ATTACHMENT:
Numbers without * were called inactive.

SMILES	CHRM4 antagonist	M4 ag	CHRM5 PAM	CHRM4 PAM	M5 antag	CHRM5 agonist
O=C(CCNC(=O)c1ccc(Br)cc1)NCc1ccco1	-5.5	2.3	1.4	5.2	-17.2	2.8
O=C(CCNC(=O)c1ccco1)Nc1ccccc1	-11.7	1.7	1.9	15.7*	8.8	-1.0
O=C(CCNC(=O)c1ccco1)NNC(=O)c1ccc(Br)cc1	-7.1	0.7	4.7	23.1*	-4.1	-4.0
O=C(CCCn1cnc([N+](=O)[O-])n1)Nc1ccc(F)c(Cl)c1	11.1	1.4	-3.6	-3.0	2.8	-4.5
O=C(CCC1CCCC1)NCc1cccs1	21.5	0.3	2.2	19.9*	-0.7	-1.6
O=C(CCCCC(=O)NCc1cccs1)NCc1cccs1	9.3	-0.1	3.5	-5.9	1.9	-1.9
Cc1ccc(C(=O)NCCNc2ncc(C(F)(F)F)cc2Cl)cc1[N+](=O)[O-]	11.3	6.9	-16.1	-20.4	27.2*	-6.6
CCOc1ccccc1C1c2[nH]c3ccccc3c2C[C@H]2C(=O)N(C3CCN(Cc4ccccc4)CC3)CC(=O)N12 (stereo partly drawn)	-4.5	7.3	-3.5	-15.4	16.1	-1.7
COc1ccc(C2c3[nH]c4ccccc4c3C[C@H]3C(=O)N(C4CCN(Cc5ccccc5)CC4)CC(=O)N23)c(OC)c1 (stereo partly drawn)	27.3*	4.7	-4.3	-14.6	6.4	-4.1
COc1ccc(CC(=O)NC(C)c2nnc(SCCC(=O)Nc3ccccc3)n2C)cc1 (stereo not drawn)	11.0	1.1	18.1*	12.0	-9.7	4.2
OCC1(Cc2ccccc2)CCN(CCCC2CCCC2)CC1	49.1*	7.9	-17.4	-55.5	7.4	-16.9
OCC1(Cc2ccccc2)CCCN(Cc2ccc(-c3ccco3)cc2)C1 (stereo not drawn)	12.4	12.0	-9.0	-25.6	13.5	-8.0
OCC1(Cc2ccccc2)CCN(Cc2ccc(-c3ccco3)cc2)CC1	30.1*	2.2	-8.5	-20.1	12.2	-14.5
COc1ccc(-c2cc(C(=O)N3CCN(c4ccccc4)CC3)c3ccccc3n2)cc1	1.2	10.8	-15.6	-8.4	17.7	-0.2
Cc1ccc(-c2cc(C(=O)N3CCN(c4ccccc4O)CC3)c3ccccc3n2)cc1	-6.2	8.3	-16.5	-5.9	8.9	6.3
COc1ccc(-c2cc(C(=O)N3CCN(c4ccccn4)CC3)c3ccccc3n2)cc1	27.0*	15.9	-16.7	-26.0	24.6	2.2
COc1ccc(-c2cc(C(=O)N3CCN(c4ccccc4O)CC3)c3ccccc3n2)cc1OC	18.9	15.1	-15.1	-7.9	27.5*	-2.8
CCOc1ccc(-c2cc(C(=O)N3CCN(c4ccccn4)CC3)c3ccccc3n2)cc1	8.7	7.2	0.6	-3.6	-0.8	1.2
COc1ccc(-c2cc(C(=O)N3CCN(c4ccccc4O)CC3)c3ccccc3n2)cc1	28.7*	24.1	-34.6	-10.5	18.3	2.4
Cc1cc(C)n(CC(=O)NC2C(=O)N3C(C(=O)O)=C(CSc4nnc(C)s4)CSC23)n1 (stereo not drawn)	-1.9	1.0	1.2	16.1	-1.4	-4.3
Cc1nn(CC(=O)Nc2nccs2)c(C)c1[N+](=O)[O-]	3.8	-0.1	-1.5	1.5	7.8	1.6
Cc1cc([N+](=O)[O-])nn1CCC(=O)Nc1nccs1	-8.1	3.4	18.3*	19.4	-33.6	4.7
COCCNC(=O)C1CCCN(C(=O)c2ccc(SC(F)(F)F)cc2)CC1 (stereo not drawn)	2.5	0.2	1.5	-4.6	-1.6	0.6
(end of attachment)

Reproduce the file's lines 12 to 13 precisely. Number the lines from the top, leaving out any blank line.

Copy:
COc1ccc(CC(=O)NC(C)c2nnc(SCCC(=O)Nc3ccccc3)n2C)cc1 (stereo not drawn)	11.0	1.1	18.1*	12.0	-9.7	4.2
OCC1(Cc2ccccc2)CCN(CCCC2CCCC2)CC1	49.1*	7.9	-17.4	-55.5	7.4	-16.9